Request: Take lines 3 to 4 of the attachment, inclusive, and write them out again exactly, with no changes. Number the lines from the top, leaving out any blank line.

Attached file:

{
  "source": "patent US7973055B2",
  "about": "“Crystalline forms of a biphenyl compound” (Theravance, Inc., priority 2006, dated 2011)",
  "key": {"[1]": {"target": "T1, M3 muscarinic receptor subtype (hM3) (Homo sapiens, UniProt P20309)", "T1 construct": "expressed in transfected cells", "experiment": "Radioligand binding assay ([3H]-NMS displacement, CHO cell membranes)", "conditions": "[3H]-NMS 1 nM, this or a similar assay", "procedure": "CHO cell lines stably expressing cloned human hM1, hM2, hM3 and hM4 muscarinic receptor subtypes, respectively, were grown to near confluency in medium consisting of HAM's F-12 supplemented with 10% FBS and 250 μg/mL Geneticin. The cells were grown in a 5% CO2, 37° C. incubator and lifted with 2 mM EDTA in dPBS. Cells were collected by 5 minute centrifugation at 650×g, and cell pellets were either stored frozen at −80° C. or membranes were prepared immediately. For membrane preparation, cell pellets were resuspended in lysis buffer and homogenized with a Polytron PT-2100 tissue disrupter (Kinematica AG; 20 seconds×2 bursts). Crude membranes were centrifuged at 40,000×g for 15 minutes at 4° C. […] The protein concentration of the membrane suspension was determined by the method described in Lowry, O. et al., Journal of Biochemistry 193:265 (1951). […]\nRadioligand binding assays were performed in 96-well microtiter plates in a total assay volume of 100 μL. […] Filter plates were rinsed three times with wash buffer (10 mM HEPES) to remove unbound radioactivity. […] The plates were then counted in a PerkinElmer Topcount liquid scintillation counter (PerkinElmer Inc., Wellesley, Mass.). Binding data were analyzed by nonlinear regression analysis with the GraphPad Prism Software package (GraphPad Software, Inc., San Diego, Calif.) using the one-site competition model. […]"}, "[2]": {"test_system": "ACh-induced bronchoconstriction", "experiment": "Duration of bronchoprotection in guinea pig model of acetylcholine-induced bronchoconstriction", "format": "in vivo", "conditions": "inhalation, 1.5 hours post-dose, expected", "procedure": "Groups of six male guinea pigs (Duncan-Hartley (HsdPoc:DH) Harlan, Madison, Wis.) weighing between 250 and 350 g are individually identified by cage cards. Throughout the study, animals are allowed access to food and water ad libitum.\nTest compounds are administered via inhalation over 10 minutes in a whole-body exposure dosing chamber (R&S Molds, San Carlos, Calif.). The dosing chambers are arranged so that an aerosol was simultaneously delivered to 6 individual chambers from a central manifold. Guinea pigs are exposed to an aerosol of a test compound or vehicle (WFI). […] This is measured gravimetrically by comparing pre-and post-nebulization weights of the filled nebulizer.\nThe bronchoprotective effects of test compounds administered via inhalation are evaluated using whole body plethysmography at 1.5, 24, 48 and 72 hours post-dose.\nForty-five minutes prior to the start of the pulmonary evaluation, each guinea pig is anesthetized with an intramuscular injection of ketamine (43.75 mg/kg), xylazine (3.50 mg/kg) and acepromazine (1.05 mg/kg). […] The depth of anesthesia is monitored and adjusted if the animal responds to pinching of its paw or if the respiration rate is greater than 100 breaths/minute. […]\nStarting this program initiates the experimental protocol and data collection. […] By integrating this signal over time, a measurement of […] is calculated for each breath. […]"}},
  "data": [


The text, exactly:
  "about": "“Crystalline forms of a biphenyl compound” (Theravance, Inc., priority 2006, dated 2011)",
  "key": {"[1]": {"target": "T1, M3 muscarinic receptor subtype (hM3) (Homo sapiens, UniProt P20309)", "T1 construct": "expressed in transfected cells", "experiment": "Radioligand binding assay ([3H]-NMS displacement, CHO cell membranes)", "conditions": "[3H]-NMS 1 nM, this or a similar assay", "procedure": "CHO cell lines stably expressing cloned human hM1, hM2, hM3 and hM4 muscarinic receptor subtypes, respectively, were grown to near confluency in medium consisting of HAM's F-12 supplemented with 10% FBS and 250 μg/mL Geneticin. The cells were grown in a 5% CO2, 37° C. incubator and lifted with 2 mM EDTA in dPBS. Cells were collected by 5 minute centrifugation at 650×g, and cell pellets were either stored frozen at −80° C. or membranes were prepared immediately. For membrane preparation, cell pellets were resuspended in lysis buffer and homogenized with a Polytron PT-2100 tissue disrupter (Kinematica AG; 20 seconds×2 bursts). Crude membranes were centrifuged at 40,000×g for 15 minutes at 4° C. […] The protein concentration of the membrane suspension was determined by the method described in Lowry, O. et al., Journal of Biochemistry 193:265 (1951). […]\nRadioligand binding assays were performed in 96-well microtiter plates in a total assay volume of 100 μL. […] Filter plates were rinsed three times with wash buffer (10 mM HEPES) to remove unbound radioactivity. […] The plates were then counted in a PerkinElmer Topcount liquid scintillation counter (PerkinElmer Inc., Wellesley, Mass.). Binding data were analyzed by nonlinear regression analysis with the GraphPad Prism Software package (GraphPad Software, Inc., San Diego, Calif.) using the one-site competition model. […]"}, "[2]": {"test_system": "ACh-induced bronchoconstriction", "experiment": "Duration of bronchoprotection in guinea pig model of acetylcholine-induced bronchoconstriction", "format": "in vivo", "conditions": "inhalation, 1.5 hours post-dose, expected", "procedure": "Groups of six male guinea pigs (Duncan-Hartley (HsdPoc:DH) Harlan, Madison, Wis.) weighing between 250 and 350 g are individually identified by cage cards. Throughout the study, animals are allowed access to food and water ad libitum.\nTest compounds are administered via inhalation over 10 minutes in a whole-body exposure dosing chamber (R&S Molds, San Carlos, Calif.). The dosing chambers are arranged so that an aerosol was simultaneously delivered to 6 individual chambers from a central manifold. Guinea pigs are exposed to an aerosol of a test compound or vehicle (WFI). […] This is measured gravimetrically by comparing pre-and post-nebulization weights of the filled nebulizer.\nThe bronchoprotective effects of test compounds administered via inhalation are evaluated using whole body plethysmography at 1.5, 24, 48 and 72 hours post-dose.\nForty-five minutes prior to the start of the pulmonary evaluation, each guinea pig is anesthetized with an intramuscular injection of ketamine (43.75 mg/kg), xylazine (3.50 mg/kg) and acepromazine (1.05 mg/kg). […] The depth of anesthesia is monitored and adjusted if the animal responds to pinching of its paw or if the respiration rate is greater than 100 breaths/minute. […]\nStarting this program initiates the experimental protocol and data collection. […] By integrating this signal over time, a measurement of […] is calculated for each breath. […]"}},